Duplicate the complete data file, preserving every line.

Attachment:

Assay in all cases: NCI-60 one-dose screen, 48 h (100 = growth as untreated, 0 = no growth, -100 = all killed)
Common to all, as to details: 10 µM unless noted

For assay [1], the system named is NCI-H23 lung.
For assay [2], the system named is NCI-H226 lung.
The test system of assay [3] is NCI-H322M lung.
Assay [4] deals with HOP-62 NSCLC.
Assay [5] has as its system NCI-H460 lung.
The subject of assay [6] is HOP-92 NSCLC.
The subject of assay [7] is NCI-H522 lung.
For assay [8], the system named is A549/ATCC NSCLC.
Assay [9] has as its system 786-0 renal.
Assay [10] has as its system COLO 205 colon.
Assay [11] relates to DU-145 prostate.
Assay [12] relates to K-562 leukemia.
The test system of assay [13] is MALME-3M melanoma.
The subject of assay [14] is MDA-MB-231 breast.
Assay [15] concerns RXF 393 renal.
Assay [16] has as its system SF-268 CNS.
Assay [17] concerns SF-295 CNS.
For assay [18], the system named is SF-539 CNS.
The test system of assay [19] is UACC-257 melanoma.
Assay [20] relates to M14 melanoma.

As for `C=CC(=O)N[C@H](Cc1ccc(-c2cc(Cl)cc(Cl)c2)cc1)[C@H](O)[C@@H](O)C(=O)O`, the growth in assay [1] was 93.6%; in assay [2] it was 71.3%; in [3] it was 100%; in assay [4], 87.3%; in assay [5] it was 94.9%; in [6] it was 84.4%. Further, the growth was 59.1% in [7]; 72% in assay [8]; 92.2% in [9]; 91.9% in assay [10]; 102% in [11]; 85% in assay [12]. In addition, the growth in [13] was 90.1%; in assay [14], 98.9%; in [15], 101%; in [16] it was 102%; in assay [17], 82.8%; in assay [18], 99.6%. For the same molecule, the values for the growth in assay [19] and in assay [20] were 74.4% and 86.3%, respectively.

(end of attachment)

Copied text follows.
Assay in all cases: NCI-60 one-dose screen, 48 h (100 = growth as untreated, 0 = no growth, -100 = all killed)
Common to all, as to details: 10 µM unless noted

For assay [1], the system named is NCI-H23 lung.
For assay [2], the system named is NCI-H226 lung.
The test system of assay [3] is NCI-H322M lung.
Assay [4] deals with HOP-62 NSCLC.
Assay [5] has as its system NCI-H460 lung.
The subject of assay [6] is HOP-92 NSCLC.
The subject of assay [7] is NCI-H522 lung.
For assay [8], the system named is A549/ATCC NSCLC.
Assay [9] has as its system 786-0 renal.
Assay [10] has as its system COLO 205 colon.
Assay [11] relates to DU-145 prostate.
Assay [12] relates to K-562 leukemia.
The test system of assay [13] is MALME-3M melanoma.
The subject of assay [14] is MDA-MB-231 breast.
Assay [15] concerns RXF 393 renal.
Assay [16] has as its system SF-268 CNS.
Assay [17] concerns SF-295 CNS.
For assay [18], the system named is SF-539 CNS.
The test system of assay [19] is UACC-257 melanoma.
Assay [20] relates to M14 melanoma.

As for `C=CC(=O)N[C@H](Cc1ccc(-c2cc(Cl)cc(Cl)c2)cc1)[C@H](O)[C@@H](O)C(=O)O`, the growth in assay [1] was 93.6%; in assay [2] it was 71.3%; in [3] it was 100%; in assay [4], 87.3%; in assay [5] it was 94.9%; in [6] it was 84.4%. Further, the growth was 59.1% in [7]; 72% in assay [8]; 92.2% in [9]; 91.9% in assay [10]; 102% in [11]; 85% in assay [12]. In addition, the growth in [13] was 90.1%; in assay [14], 98.9%; in [15], 101%; in [16] it was 102%; in assay [17], 82.8%; in assay [18], 99.6%. For the same molecule, the values for the growth in assay [19] and in assay [20] were 74.4% and 86.3%, respectively.